Some Mistakes You Should Avoid While Investing In A 401k

11
March

Saving for retirement is perhaps one of the most important financial responsibilities of today’s workforce, and there is no guarantee whether any additional money will be available from social security or private pensions. Because an individual will most likely have to rely upon the money that they have saved to support them the rest of their lives, mistakes made while investing in a 401k can prove to be particularly detrimental to long term success. The biggest mistake is not to save anything at all for the golden years, and nobody can force a person to be responsible unless they are completely willing. The following guide will help a consumer prepare to avoid the other common mistakes while investing in a 401k.

Although most companies no longer offer any type of defined benefit pension programs, the majority of corporations will make matching contributions to their employees’ 401k plans. Too many employees fail to participate in the company’s retirement plan, and the simple fact of the matter is that it’s as foolish as refusing a raise. If a company is willing to match dollar for dollar up to a certain percentage, the basic concept is that an individual can have money taken out of their paycheck that will basically double when it is invested in their 401k. Many company match programs will allow a person to gain an extra $1500 or more every year that they participate, and almost nobody would willfully turn down a raise worth that much.

Choosing investments can be a tricky endeavor, but the biggest mistake is investing all of the available money in one stock. An old adage advises people not to have all of their eggs in one basket, and it is normally a bad idea to completely trust retirement funds to one stock. Even the largest of companies encounter problems that could severely impact the value of the stock, so there should be a mixture of investments. Once the investments are chosen, the principle of dollar cost averaging makes it a good idea to keep the original choices and not constantly move money around. It is important to realize that a 401k is a long term strategy, and it is not necessary to make changes every day unless an employee is about to retire.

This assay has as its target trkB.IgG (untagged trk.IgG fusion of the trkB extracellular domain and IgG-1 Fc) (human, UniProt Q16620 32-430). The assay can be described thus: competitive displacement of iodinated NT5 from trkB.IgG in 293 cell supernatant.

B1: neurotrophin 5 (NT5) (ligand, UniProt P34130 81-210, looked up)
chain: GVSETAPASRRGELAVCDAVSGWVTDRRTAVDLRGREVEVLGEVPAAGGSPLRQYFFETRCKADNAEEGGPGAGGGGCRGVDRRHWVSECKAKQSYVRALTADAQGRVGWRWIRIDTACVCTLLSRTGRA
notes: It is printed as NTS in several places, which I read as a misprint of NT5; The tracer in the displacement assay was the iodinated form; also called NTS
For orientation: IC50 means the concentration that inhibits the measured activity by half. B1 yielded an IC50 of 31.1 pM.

The investment choices that a person makes are often either too risky or too conservative, and the stance that an individual should take relies mostly upon their age and working environment. If a young person has years to save before they retire, the 401k has a much longer time to grow and rebound from any potential losses. A riskier growth portfolio could be appropriate for a younger person, but an older person should not be trying to make as much of a return as possible. There is a time to take risk and there is definitely a time to be conservative, and an individual needs to learn the difference. Most 401k plans have an advisor that employees can speak with, and an ever increasing number of programs actually have already selected investments based on age and years until retirement.

If an individual leaves their current position, the absolute biggest mistake of all is cashing out a 401k. The amount of money that is lost to taxes and penalties can be nothing short of staggering, and an individual will basically be starting over at their next job. Retirement savings are focused on growing over time, and prematurely cashing out a 401k takes away the length advantage. A person will never meet their goals if they do not leave their money alone. The same holds true for employees that continually borrow from their 401k, and the money lost should not be played down.

As long as a person is actively investing in their 401k, most of the mistakes can be remedied if they have already been made. The above tips can help an individual make the best decisions, and the results will be a much larger nest egg.

This post was written by

jason – who has written posts on Budget Clowns.
Father of three and married to a lovely women. Always looking for ways to save money, and invest it properly for my children's future.

Email  • Google + • Twitter

Comments are closed.